Date: October 1st, 2002
Years past the age many would consider time to retire from any job, especially a job that is traditionally filled by the young and hip, Jane Scott was grooving with audience members young enough to be her grandkids as rock critic for the Cleveland Plain Dealer.
Scott retired this year just shy of her 83rd birthday, an icon who has spent nearly 40 years immersed in an industry defined by its appeal to the young and notorious for here-today-gone-tomorrow personalities.
Even when she began her career as a rock writer, covering the Beatles' performance in Cleveland in 1964, she was in her 40s-already what some of her target audience might have considered "over the hill." That is, if they hadn't read her column.
The Teen Scene
Scott's ability to connect with younger people became clear when she took a segment of the newspaper geared toward teenagers and turned it into a widely read rock review.
"I had to gradually do it," she said. "I would write one review and then tell people how many letters I got from it. I knew the kids would rather read about rock music than about the Aquateens and how you should back your tennis team."
Scott majored in English and drama at the University of Michigan, and held several writing jobs before her repeated attempts to go to work at the Plain Dealer finally paid off. She was hired as a society writer and eventually became the paper's teen editor. It was in this capacity that she covered the Beatles concert and realized she had stumbled onto something big.
A Star Among Stars
Known for quirky questions and a tenacious drive to be first and to get the interview, she spent her career nearly as well-known as many of the people she covered. On a web site tribute to Scott and her career that was developed when she retired, Joe Walsh of the Eagles quips, "I don't care what you say; Jane will always be 50 to me."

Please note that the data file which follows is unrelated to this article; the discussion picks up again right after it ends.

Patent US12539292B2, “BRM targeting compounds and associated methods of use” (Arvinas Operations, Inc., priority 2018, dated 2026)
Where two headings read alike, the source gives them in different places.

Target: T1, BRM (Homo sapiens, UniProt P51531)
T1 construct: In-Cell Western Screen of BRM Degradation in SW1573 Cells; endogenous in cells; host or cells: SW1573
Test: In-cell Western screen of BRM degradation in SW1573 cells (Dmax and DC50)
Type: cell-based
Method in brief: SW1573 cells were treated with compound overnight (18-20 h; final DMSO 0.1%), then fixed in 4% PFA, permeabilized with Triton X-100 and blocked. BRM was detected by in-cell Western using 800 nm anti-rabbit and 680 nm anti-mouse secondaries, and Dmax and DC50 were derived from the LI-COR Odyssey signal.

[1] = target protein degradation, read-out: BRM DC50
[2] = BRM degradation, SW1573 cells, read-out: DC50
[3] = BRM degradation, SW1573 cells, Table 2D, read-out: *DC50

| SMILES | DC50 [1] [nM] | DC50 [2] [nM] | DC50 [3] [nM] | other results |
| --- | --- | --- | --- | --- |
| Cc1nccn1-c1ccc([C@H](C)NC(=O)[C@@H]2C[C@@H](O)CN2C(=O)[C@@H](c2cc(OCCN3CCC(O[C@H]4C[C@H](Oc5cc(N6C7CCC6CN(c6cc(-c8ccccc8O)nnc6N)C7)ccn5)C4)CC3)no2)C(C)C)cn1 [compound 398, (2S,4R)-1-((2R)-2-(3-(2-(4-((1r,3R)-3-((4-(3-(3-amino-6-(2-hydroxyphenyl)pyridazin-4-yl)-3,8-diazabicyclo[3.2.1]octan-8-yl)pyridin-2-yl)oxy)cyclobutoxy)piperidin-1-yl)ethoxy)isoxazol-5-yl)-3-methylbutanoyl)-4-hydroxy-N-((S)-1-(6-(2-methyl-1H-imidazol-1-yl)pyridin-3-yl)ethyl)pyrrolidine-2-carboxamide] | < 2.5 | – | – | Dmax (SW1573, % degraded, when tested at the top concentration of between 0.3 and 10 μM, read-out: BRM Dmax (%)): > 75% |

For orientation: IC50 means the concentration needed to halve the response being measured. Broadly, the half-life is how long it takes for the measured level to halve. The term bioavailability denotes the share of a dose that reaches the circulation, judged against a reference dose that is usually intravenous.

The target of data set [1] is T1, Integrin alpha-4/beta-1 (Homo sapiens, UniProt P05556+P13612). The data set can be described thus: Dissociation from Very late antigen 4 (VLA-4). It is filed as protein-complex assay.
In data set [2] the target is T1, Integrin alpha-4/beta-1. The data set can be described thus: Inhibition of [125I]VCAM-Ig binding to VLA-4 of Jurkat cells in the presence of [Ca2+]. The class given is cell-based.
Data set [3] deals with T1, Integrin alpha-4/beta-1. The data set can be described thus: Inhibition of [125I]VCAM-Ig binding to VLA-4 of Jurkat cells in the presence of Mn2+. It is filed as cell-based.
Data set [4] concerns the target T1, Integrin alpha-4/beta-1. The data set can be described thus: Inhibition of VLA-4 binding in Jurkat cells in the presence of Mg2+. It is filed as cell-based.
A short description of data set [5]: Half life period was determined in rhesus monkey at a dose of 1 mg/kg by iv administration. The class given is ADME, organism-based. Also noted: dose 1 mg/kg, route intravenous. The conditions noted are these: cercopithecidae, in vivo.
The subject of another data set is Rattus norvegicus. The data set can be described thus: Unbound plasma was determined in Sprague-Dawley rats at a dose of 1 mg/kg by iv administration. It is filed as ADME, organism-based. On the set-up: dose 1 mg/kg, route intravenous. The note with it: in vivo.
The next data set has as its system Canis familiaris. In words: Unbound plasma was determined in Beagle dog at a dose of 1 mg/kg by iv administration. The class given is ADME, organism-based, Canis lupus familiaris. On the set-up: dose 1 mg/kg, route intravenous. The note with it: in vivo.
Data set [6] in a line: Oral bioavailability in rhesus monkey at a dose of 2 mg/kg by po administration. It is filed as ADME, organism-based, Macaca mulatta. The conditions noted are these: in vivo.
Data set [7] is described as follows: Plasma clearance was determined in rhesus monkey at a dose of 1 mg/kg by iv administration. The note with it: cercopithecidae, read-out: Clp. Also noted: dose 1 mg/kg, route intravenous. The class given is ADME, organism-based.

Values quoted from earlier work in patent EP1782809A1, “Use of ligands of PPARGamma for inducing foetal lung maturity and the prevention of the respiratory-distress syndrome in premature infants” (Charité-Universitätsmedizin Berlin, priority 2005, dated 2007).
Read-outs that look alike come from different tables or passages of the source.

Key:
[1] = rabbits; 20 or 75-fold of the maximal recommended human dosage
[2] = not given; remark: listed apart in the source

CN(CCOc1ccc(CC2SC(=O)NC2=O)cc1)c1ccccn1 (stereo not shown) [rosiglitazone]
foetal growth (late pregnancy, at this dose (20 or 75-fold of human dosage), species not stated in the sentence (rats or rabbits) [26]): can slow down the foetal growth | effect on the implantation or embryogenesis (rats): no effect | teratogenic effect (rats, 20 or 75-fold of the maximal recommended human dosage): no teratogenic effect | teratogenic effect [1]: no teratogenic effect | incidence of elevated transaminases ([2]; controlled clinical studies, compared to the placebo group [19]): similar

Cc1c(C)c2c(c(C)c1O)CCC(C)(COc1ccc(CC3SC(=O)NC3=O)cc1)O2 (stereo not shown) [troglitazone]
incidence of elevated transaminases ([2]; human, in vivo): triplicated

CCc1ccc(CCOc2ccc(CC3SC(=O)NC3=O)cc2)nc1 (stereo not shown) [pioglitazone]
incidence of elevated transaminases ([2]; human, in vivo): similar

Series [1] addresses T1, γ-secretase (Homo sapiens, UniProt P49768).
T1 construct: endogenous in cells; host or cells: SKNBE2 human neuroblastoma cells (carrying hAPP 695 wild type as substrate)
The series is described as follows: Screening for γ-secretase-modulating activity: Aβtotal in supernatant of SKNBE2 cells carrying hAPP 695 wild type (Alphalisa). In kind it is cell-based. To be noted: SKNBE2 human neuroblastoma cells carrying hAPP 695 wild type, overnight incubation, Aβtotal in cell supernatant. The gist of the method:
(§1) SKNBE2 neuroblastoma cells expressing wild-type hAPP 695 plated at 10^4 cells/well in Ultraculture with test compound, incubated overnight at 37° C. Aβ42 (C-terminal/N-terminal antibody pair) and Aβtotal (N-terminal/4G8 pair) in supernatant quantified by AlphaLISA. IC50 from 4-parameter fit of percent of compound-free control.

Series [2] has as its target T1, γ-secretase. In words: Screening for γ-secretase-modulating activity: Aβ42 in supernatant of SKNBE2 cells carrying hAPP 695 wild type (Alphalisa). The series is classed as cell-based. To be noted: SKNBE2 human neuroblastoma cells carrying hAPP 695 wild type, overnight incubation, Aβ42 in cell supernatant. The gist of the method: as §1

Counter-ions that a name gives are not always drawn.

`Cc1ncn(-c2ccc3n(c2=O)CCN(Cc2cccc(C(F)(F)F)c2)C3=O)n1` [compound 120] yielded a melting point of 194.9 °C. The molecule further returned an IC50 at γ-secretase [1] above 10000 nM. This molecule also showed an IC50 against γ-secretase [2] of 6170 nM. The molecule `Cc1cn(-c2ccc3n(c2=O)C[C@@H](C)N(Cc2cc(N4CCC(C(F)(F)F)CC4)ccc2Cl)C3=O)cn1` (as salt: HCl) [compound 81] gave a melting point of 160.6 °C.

While she realized her situation was unusual, Scott never considered herself too old for the job.
"I don't feel there's any age," she said. "If you love what you're doing, you don't have to think about your age."
And Scott clearly loved what she was doing. As a reviewer, she had a knack for finding the good in any music-even any that did not suit her own musical taste.
"I would compare them to others of their own like," she said. "I didn't like heavy metal as much as some other kinds of music, but I knew that some were doing heavy metal better than others."
Stories? Oh, I've got stories!
She plans to write a book, which is probably a good idea considering the number of stories she has. Give her the name of a rock star; she'll tell you a story. Bob Dylan? As she exited his dressing room after an interview, he took her face in his hands and kissed both cheeks. "I think he was feeling mellow," she said.
Paul McCartney was "full of fun," but John Lennon? Kind of serious. He told her early in the Beatles' career: "It's fading already. It won't last forever."
The one person Scott never got to interview was Elvis Presley. The closest she ever came to meeting him was the time she made it all the way to his dressing room and knocked on the door, only to be greeted by a man who filled the doorway. "He was seven feet tall and four feet wide," she said. "He crossed his arms and said 'Go.' By golly I went."